Appellant nevertheless points to the fact that the 1951 entry related only to possession of narcotics, and that the phrase "sale heroin" on the record in the possession of his probation officer served only to describe the section of the California Code under which he was arrested. Appellant does not, however, suggest that this was within the knowledge of the prosecution, but argues only that the matter should have been investigated by the prosecution prior to inquiry of the witness in the presence of the jury, in order to establish "reasonable grounds" for submitting this bit of evidence. Such a contention, based on substantially similar circumstances, has been previously rejected by this Court; and we reject it here. [See Carlton v. United States, 198 F.2d 795, 797-799 (9th Cir. 1952).]
Relying as he did upon the claim of proscribed entrapment, appellant "cannot complain of a searching inquiry of his past conduct." [Sorrells v. United States, supra, 287 U.S. at 451, 53 S.Ct. at 216.] Having chosen to take the stand and testify in his own behalf, appellant was the one most likely to be able to offer explanation of the evidence in question; and having failed to explain or object to the admission of the parole officer's testimony, we find nothing in this record approaching "plain error" requiring reversal. [See Billeci v. United States, 290 F.2d 628 (9th Cir. 1961).]
Citing Notaro v. United States, 363 F.2d 169 (9th Cir. 1966), appellant contends that the trial court's instruction on entrapment in the case at bar requires reversal because, so the argument goes, the instruction improperly assigned the burden of proof, and erroneously used the phrase "lawful entrapment" in explaining the issue to the jury. In Notaro, the court found possible confusion of the jury in that portion of the instruction there given as to the quantum of proof required to establish impermissible entrapment. The opinion points out too that "the defendant made a strong case for his defense of entrapment", noting that the trial judge remarked at the time of sentence: "I think if the jury had been waived * * * because of the closeness of the question of entrapment * * * I would have found entrapment." [363 F.2d at 172.]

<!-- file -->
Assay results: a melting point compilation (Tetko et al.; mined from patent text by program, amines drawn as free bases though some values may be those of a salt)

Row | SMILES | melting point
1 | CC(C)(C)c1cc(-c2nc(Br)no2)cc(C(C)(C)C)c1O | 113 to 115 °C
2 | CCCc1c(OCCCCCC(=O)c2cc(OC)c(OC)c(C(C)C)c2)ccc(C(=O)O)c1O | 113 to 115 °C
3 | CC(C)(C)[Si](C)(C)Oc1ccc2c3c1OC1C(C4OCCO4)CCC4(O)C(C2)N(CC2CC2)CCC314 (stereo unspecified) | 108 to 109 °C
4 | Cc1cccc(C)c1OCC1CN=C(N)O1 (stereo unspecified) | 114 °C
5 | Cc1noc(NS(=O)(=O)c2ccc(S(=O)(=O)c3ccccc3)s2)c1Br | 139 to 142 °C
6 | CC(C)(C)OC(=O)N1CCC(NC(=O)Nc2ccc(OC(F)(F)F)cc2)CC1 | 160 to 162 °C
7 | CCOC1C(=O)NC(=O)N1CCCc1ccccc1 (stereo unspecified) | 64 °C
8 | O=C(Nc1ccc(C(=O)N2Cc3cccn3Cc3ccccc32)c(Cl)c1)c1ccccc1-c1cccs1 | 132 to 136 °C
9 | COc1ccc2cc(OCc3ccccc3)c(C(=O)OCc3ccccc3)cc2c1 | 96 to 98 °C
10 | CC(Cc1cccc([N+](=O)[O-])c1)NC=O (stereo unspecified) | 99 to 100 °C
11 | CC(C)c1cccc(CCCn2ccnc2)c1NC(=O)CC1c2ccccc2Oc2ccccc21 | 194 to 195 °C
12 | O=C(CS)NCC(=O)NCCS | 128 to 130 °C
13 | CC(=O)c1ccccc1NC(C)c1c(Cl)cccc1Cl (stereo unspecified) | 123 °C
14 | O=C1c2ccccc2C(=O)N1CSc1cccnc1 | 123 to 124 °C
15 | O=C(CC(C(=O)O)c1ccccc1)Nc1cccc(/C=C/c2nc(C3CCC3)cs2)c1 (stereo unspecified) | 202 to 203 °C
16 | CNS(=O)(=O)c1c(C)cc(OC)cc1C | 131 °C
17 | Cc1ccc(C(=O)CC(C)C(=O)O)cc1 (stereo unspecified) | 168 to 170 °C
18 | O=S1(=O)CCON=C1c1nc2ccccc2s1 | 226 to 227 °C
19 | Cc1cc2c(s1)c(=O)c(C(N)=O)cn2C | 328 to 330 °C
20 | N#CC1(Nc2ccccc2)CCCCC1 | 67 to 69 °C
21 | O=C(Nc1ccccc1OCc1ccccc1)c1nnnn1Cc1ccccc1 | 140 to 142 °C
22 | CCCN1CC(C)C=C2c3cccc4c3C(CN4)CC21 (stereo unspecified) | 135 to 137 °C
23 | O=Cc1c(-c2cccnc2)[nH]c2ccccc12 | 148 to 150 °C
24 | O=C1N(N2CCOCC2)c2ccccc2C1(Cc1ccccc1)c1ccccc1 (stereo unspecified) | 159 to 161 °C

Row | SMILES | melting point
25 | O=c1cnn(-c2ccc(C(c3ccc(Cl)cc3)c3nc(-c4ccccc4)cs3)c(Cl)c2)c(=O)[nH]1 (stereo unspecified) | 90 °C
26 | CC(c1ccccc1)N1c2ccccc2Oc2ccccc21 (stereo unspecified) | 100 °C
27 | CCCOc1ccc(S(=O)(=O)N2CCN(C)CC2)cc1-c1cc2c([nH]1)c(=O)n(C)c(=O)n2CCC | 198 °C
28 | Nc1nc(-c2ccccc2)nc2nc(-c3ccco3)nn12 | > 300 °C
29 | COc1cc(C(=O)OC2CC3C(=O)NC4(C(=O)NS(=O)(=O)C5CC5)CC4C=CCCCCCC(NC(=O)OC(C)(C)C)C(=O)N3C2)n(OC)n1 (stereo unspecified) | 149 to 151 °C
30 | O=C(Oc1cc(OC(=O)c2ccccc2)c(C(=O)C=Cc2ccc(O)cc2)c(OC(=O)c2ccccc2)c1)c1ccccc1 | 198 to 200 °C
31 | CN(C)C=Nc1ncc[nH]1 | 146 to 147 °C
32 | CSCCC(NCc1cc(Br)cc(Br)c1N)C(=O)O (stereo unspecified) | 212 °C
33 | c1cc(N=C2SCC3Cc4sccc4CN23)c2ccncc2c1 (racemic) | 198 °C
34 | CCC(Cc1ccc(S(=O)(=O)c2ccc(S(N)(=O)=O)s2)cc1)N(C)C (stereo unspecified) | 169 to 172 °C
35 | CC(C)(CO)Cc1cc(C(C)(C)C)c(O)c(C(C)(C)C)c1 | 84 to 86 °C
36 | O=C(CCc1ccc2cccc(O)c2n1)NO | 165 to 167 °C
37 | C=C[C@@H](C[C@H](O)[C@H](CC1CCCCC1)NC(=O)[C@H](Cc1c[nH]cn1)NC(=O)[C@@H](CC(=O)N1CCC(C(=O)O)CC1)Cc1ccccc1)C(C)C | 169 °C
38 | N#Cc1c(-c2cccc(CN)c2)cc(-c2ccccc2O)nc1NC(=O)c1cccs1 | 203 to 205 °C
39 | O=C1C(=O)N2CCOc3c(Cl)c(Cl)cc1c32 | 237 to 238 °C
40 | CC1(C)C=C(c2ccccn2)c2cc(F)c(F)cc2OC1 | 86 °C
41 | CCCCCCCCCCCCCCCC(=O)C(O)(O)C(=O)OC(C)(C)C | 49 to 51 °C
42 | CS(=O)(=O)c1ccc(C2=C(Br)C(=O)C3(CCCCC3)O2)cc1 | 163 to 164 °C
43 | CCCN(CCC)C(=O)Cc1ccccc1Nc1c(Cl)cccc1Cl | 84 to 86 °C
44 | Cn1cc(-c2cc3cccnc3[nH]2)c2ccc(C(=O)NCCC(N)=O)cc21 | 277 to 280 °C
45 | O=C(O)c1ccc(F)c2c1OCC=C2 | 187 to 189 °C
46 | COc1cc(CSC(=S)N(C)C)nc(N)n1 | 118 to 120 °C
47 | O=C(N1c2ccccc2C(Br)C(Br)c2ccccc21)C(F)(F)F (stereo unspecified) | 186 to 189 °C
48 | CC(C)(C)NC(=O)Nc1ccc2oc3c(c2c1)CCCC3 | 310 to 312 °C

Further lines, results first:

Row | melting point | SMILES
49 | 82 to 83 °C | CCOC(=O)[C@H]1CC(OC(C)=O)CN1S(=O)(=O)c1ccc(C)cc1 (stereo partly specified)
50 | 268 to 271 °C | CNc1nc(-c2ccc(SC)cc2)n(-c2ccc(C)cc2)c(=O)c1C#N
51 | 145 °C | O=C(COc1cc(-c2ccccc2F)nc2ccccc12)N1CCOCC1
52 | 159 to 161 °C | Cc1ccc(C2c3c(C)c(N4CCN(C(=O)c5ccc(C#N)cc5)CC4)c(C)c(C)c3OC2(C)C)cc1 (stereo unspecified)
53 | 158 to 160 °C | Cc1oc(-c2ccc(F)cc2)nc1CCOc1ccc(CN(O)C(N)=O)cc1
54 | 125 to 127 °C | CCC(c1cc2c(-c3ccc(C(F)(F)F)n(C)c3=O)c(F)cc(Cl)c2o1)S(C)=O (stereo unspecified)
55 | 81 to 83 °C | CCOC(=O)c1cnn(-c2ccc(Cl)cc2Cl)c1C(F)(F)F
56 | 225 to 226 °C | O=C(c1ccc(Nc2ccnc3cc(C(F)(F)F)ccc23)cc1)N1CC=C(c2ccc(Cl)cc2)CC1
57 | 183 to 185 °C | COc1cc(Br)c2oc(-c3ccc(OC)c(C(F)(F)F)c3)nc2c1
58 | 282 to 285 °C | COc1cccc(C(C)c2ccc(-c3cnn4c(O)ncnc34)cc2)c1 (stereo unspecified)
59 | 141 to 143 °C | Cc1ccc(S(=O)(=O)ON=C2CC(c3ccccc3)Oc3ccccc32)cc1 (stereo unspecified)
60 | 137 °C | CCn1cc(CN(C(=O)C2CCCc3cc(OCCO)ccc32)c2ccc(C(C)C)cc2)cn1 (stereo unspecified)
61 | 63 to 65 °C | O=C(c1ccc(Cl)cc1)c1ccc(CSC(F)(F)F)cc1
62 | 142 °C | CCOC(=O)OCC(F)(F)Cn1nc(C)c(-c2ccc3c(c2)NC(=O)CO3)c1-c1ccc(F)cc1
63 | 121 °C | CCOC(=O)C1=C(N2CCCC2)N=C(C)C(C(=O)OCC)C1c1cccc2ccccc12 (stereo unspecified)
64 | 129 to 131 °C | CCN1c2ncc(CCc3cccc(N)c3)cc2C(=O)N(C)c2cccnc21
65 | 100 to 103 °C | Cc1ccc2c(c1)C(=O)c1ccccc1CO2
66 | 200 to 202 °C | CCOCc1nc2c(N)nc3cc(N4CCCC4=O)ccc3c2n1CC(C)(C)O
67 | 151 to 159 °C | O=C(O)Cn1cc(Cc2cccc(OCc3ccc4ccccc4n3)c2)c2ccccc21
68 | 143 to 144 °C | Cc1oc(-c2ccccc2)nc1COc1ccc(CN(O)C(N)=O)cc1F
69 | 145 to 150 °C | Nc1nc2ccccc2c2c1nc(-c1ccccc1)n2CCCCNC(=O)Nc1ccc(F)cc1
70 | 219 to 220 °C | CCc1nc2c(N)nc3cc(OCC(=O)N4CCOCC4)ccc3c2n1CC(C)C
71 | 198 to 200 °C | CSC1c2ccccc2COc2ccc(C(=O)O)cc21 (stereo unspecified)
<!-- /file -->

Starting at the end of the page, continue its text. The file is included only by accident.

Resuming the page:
In strong contrast to the case before us, Notaro distinctly stated his objection to the instruction given, and made timely request, as Rule 30 requires, that the jury be instructed that if they should "have any reasonable doubt from the evidence in the case as to whether the defendant was the victim of an unlawful entrapment, the jury should acquit the accused." [363 F.2d at 173.] The trial court refused Notaro's specific request so to instruct the jury; and it was this refusal, coupled with the instruction as given over Notaro's objection, that there led to reversal. [See Fed.R.Crim.P. 30.]
In the case at bar, on the other hand, appellant's only "objection" to the entrapment instruction as given was: "We would rather prefer the language in the case of United States v. Sherman." Moreover, here the instruction on entrapment, although in most respects substantially the same as in Notaro, contained no suggestion of possibly different standards of proof with respect to the entrapment issue, as did the instruction given over objection in Notaro's case. To the contrary, the trial court here advised the jury again and again of the prosecution's burden of proving appellant's guilt beyond a reasonable doubt, explaining specifically: "That burden, as I say, rests upon the Government and never shifts to the Defendant. * * * The law does not impose on a Defendant the burden of producing * * * any * * * evidence." [Cf. United States v. Armstrong, 339 F.2d 1015 (7th Cir. 1964).]
Under the circumstances at bar, then, we think that the jury was properly advised of the burden-of-proof standard to be applied: that the burden always rests upon the prosecution to establish beyond a reasonable doubt not only that the accused committed the crimes charged, but also that in so doing he was not made the victim of a proscribed entrapment. [See Notaro v. United States, supra, 363 F.2d 169; cf.: United States v. Pugliese, 346 F.2d 861, 863 (2d Cir. 1965); Gorin v. United States, 313 F.2d 641, 654 (1st Cir. 1963).]
It bears repeating that it is the duty of judges, no less than jurors, not to single out one instruction alone as stating the law but, as the trial judge so forcefully told the jury in the case at bar, to consider the instructions as a whole. And we cannot be reminded too often that trial by jury, as one of the distinctively characteristic institutions of the Anglo-American legal system, could not function without the benefit of the presumption that the jurors follow and obey the instructions of the court. [See: Shotwell Mfg. Co. v. United States, 371 U.S. 341, 367, 83 S.Ct. 448, 9 L.Ed.2d 357 (1963); Opper v. United States, 348 U.S. 84, 95, 75 S.Ct. 158, 99 L.Ed. 101 (1954); Fairmount Glass Works v. Cub Fork Coal Co., 287 U.S. 474, 485, 53 S.Ct. 252, 77 L.Ed. 439 (1933); Husky Refining Co. v. Barnes, 119 F.2d 715, 717 (9th Cir. 1941).]